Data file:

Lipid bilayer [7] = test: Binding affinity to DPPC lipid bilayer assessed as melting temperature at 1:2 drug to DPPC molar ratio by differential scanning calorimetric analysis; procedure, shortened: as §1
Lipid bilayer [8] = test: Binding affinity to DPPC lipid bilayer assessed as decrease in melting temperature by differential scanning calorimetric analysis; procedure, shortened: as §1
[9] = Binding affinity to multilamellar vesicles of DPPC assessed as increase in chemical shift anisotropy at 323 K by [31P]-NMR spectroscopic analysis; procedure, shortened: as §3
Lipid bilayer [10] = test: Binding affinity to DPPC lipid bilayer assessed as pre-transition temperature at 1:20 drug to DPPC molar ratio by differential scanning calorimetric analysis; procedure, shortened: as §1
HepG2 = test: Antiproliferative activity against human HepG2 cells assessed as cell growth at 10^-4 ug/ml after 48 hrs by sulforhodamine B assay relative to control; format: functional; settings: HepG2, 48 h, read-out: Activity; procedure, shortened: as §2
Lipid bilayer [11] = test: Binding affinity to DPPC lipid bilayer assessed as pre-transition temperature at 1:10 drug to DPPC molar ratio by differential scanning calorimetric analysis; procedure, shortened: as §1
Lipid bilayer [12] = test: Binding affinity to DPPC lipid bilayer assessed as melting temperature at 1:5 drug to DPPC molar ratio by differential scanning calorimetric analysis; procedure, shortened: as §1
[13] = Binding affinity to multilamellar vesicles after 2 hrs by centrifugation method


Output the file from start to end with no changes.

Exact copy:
Lipid bilayer [7] = test: Binding affinity to DPPC lipid bilayer assessed as melting temperature at 1:2 drug to DPPC molar ratio by differential scanning calorimetric analysis; procedure, shortened: as §1
Lipid bilayer [8] = test: Binding affinity to DPPC lipid bilayer assessed as decrease in melting temperature by differential scanning calorimetric analysis; procedure, shortened: as §1
[9] = Binding affinity to multilamellar vesicles of DPPC assessed as increase in chemical shift anisotropy at 323 K by [31P]-NMR spectroscopic analysis; procedure, shortened: as §3
Lipid bilayer [10] = test: Binding affinity to DPPC lipid bilayer assessed as pre-transition temperature at 1:20 drug to DPPC molar ratio by differential scanning calorimetric analysis; procedure, shortened: as §1
HepG2 = test: Antiproliferative activity against human HepG2 cells assessed as cell growth at 10^-4 ug/ml after 48 hrs by sulforhodamine B assay relative to control; format: functional; settings: HepG2, 48 h, read-out: Activity; procedure, shortened: as §2
Lipid bilayer [11] = test: Binding affinity to DPPC lipid bilayer assessed as pre-transition temperature at 1:10 drug to DPPC molar ratio by differential scanning calorimetric analysis; procedure, shortened: as §1
Lipid bilayer [12] = test: Binding affinity to DPPC lipid bilayer assessed as melting temperature at 1:5 drug to DPPC molar ratio by differential scanning calorimetric analysis; procedure, shortened: as §1
[13] = Binding affinity to multilamellar vesicles after 2 hrs by centrifugation method